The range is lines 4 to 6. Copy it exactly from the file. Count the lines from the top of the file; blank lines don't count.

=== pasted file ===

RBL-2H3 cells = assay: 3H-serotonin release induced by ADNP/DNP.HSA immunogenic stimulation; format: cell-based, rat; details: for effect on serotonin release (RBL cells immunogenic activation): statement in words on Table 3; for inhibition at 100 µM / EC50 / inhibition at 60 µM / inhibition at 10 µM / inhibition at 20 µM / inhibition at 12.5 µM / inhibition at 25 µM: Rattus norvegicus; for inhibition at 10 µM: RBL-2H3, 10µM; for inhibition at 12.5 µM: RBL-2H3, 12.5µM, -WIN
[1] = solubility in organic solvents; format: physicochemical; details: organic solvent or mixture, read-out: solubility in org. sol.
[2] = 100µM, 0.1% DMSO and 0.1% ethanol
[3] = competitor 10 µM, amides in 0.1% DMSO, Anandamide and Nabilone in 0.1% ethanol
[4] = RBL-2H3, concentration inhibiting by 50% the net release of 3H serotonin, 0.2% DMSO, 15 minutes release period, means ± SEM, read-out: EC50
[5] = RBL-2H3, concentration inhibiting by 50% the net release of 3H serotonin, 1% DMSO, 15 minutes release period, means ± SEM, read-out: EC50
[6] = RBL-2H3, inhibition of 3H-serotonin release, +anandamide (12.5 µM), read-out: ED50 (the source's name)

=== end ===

[3] = competitor 10 µM, amides in 0.1% DMSO, Anandamide and Nabilone in 0.1% ethanol
[4] = RBL-2H3, concentration inhibiting by 50% the net release of 3H serotonin, 0.2% DMSO, 15 minutes release period, means ± SEM, read-out: EC50
[5] = RBL-2H3, concentration inhibiting by 50% the net release of 3H serotonin, 1% DMSO, 15 minutes release period, means ± SEM, read-out: EC50